Another thing that made it hard to actually enjoy the experience was that I started to get the fatigue and weakness that I now know to be Metabolic Myopathy. I don’t produce the enzymes required to fuel my muscle cells. I also injured my left knee during training that July before the Olympics which made it even more difficult to make an Olympic team. I did eventually get two knee surgeries after the games. All of this was added pressure in the midst of a dream come true. I was happy, scared and excited. I guess you could say the greatest thing about making an Olympic team is knowing God hears our prayers but it may take years to answer and a different road, as I was originally a figure skater. Also, my best memories involve the road to the Olympics. Think about it, the Olympics are 16 days compared to a lifetime of training and competing.

How would you describe yourself now, in terms of home, career, etc.?

I am a stay-at-home mom. I am starting a speed skating club in Bemidji, Minnesota and coach speed skating throughout the North in different camps and clinics. I would eventually like to be a Regional Coach for the U.S. team. This will take time and my kids need to be a bit older. I like being a stay-at-home mom, but I’m very goal oriented and skating is my passion, so I really don’t think I can be a stay-at-home mom only and have peace. I have to give back to the youth what is in my heart, as well as share my knowledge of the Olympic experience and of skating.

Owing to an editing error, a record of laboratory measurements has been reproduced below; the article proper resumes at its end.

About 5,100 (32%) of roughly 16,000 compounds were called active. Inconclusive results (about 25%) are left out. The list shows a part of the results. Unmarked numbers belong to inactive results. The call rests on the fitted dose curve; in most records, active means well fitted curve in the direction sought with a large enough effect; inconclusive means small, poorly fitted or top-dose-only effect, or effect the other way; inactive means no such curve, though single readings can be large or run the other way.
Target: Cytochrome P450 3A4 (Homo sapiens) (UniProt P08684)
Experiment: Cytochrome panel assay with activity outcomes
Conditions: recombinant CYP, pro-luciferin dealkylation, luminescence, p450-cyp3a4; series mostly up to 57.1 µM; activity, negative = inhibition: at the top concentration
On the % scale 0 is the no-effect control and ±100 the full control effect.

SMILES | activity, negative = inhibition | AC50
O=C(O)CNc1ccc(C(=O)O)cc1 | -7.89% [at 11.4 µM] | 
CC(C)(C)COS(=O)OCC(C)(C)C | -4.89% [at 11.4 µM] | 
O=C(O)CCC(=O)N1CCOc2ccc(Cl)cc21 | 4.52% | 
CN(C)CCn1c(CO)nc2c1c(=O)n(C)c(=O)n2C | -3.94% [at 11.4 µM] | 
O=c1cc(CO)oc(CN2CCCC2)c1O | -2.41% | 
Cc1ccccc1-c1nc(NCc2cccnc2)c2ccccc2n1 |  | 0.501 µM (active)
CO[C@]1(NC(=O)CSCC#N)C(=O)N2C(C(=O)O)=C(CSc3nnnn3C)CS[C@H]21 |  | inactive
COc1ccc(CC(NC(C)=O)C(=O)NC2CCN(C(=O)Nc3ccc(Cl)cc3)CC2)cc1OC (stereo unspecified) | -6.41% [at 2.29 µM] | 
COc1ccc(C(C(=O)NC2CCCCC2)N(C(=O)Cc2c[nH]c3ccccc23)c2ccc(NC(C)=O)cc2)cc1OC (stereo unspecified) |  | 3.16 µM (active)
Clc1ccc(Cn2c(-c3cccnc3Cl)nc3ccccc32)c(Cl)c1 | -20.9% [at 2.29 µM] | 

Recently you were in a difficult situation where you believed you might have a fatal neurological disease. What tipped you off that something was wrong, and how did you and your husband handle this?

Multiple sclerosis was suspected as well as ALS (aka Lou Gehrig’s disease) and Myasthenia Gravis. It was a matter of elimination. I became so weak that I had to lean over the counter just to do dishes. My husband became very stressed out and had a hard time focusing well on anything. He was worried because all my symptoms pointed to ALS. My symptoms began in 1993 in training. I had a weak grip and my legs shook after training bouts. I would also have higher than normal lactate levels compared to what the other athletes had for the same workout. Later, after my third child, I was losing my grip weeding the garden and baby bottles were hard to unscrew . I love to mow the lawn and actually used to jog but now I felt like I was walking through mud.

What was life like for you at this point? How did it affect your family?